But even in purely human terms, this fin-de-siecle belief in the volcanic force underlying human life and the potential collapse of civilization, is a deeply striking and widespread one. An excellent example of some of this can be found in quotations throughout The Fatal Environment, a book on 19th century American culture and its relationship to the frontier which shows at length the comparison of Indians, blacks, and non-Anglo-Saxon proletarian immigrants to each other and the belief that they were a destabilizing influence upon the United States and that they would, if not firmly handled, overthrow society. It gives a brilliant perspective on the “labor question,” that is mentioned again and again by Bellamy: you don’t realize just how strong, vicious, hateful are the opinions of proper society about the workers of the 19th century until you read a book like Fatal Environment by Richard Slotkin and see them compared to savages alien to civilization, who needed to be tightly controlled to prevent industrial civilization from being destroyed.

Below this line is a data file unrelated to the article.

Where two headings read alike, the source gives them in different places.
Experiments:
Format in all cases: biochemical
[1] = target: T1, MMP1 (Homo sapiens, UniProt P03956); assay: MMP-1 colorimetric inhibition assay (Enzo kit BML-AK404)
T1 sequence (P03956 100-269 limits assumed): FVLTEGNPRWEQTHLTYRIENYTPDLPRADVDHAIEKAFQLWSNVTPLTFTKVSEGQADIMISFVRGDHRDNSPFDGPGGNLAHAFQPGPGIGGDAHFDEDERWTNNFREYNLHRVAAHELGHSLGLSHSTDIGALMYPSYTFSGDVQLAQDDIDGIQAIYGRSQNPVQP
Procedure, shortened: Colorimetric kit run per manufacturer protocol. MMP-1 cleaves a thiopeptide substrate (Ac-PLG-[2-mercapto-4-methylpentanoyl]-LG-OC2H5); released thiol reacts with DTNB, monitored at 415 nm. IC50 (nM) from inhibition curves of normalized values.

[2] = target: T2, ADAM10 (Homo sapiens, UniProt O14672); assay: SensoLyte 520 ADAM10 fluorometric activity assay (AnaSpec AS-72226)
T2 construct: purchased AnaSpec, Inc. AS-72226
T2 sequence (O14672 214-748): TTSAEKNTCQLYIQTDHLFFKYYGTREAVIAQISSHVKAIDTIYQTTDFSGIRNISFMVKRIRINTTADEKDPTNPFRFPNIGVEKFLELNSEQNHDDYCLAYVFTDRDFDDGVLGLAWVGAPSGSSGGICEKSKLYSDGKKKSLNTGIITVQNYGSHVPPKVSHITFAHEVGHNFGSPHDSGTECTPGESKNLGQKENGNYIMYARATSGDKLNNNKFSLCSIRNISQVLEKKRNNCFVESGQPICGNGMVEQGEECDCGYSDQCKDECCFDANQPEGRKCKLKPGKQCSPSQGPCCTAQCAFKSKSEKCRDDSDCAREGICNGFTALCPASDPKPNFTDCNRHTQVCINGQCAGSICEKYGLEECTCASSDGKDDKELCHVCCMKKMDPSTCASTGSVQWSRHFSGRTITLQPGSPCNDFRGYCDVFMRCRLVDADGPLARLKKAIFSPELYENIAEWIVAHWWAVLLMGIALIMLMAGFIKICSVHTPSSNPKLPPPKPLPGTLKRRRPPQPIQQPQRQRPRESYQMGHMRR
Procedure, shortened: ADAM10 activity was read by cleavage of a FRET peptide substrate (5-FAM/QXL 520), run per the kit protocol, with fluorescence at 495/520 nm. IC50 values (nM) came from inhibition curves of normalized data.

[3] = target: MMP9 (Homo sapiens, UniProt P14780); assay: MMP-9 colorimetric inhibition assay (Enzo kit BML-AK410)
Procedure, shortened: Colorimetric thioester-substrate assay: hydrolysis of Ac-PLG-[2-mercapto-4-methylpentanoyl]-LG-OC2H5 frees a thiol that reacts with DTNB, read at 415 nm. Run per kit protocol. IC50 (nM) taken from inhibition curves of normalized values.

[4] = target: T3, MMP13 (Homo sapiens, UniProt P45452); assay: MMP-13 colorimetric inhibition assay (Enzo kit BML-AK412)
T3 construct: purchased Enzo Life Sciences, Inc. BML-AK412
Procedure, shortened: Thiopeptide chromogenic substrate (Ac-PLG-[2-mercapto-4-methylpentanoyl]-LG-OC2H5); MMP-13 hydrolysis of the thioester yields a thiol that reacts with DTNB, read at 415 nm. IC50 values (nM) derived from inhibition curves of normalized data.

The greatest utopian project of the late 19th and of the 20th century, the century of reason and project, was Communism: a messiahnistic project with Marx as a god and Lenin as his prophet, which believed that the travails of the faithful upon the earth could create an earthly paradise. In some regards Bellamy has much in common with Communism: an industrial army where everyone is equal, where the capitalist tendencies of society have been purged, where life is reglemented and precisely ordered according to industrial discipline. There is certainly a great dose of science present within, but Bellamy is a deeply religious man, and this shines through deeply: an entire chapter is devoted to a preacher’s sermon about humanity overcoming its past sins and the new spirit of Christ which reigns upon the Earth. And there are other elements which are less in keeping with the Communist states: women work too, but the end of capitalism has served to liberate women from their bonds and to enable them to become more feminine, to sharpen the distinctions between the sexes in society. Bellamy’s utopia is less conservative or progressive than it is a religious, messiahnic project of a just, Christian, society.